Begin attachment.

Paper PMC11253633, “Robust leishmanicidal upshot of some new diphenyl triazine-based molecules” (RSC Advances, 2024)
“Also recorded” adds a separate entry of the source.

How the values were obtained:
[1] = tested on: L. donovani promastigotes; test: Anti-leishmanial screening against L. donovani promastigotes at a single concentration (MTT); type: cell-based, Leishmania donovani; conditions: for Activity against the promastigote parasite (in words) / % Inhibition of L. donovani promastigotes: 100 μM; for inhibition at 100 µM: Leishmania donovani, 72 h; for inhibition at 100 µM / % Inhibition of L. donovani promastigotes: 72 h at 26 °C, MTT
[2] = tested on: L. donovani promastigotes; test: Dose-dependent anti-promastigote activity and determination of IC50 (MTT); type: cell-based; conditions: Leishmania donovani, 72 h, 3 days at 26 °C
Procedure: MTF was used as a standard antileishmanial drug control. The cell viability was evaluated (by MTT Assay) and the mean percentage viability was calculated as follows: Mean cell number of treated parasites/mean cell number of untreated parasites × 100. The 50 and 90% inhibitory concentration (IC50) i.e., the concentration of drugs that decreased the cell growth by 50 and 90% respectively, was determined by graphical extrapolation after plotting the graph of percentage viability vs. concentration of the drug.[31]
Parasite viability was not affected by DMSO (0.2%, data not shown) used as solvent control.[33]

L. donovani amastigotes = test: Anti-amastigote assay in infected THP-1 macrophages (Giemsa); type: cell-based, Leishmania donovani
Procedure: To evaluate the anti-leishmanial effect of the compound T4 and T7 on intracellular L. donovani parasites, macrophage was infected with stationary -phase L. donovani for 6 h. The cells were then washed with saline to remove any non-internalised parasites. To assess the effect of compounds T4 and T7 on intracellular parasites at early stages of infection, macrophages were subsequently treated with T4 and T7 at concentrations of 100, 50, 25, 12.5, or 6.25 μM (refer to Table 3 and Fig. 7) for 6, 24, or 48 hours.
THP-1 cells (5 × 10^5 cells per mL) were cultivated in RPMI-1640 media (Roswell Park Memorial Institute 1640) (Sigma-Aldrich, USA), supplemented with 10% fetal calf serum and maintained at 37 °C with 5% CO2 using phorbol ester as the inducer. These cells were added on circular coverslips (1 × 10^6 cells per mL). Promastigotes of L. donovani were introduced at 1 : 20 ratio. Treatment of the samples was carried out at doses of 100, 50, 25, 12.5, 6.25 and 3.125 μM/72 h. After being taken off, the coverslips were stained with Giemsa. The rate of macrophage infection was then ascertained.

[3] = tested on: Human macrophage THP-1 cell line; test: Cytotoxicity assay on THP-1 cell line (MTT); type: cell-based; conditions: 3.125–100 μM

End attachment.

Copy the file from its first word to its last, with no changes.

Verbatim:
Paper PMC11253633, “Robust leishmanicidal upshot of some new diphenyl triazine-based molecules” (RSC Advances, 2024)
“Also recorded” adds a separate entry of the source.

How the values were obtained:
[1] = tested on: L. donovani promastigotes; test: Anti-leishmanial screening against L. donovani promastigotes at a single concentration (MTT); type: cell-based, Leishmania donovani; conditions: for Activity against the promastigote parasite (in words) / % Inhibition of L. donovani promastigotes: 100 μM; for inhibition at 100 µM: Leishmania donovani, 72 h; for inhibition at 100 µM / % Inhibition of L. donovani promastigotes: 72 h at 26 °C, MTT
[2] = tested on: L. donovani promastigotes; test: Dose-dependent anti-promastigote activity and determination of IC50 (MTT); type: cell-based; conditions: Leishmania donovani, 72 h, 3 days at 26 °C
Procedure: MTF was used as a standard antileishmanial drug control. The cell viability was evaluated (by MTT Assay) and the mean percentage viability was calculated as follows: Mean cell number of treated parasites/mean cell number of untreated parasites × 100. The 50 and 90% inhibitory concentration (IC50) i.e., the concentration of drugs that decreased the cell growth by 50 and 90% respectively, was determined by graphical extrapolation after plotting the graph of percentage viability vs. concentration of the drug.[31]
Parasite viability was not affected by DMSO (0.2%, data not shown) used as solvent control.[33]

L. donovani amastigotes = test: Anti-amastigote assay in infected THP-1 macrophages (Giemsa); type: cell-based, Leishmania donovani
Procedure: To evaluate the anti-leishmanial effect of the compound T4 and T7 on intracellular L. donovani parasites, macrophage was infected with stationary -phase L. donovani for 6 h. The cells were then washed with saline to remove any non-internalised parasites. To assess the effect of compounds T4 and T7 on intracellular parasites at early stages of infection, macrophages were subsequently treated with T4 and T7 at concentrations of 100, 50, 25, 12.5, or 6.25 μM (refer to Table 3 and Fig. 7) for 6, 24, or 48 hours.
THP-1 cells (5 × 10^5 cells per mL) were cultivated in RPMI-1640 media (Roswell Park Memorial Institute 1640) (Sigma-Aldrich, USA), supplemented with 10% fetal calf serum and maintained at 37 °C with 5% CO2 using phorbol ester as the inducer. These cells were added on circular coverslips (1 × 10^6 cells per mL). Promastigotes of L. donovani were introduced at 1 : 20 ratio. Treatment of the samples was carried out at doses of 100, 50, 25, 12.5, 6.25 and 3.125 μM/72 h. After being taken off, the coverslips were stained with Giemsa. The rate of macrophage infection was then ascertained.

[3] = tested on: Human macrophage THP-1 cell line; test: Cytotoxicity assay on THP-1 cell line (MTT); type: cell-based; conditions: 3.125–100 μM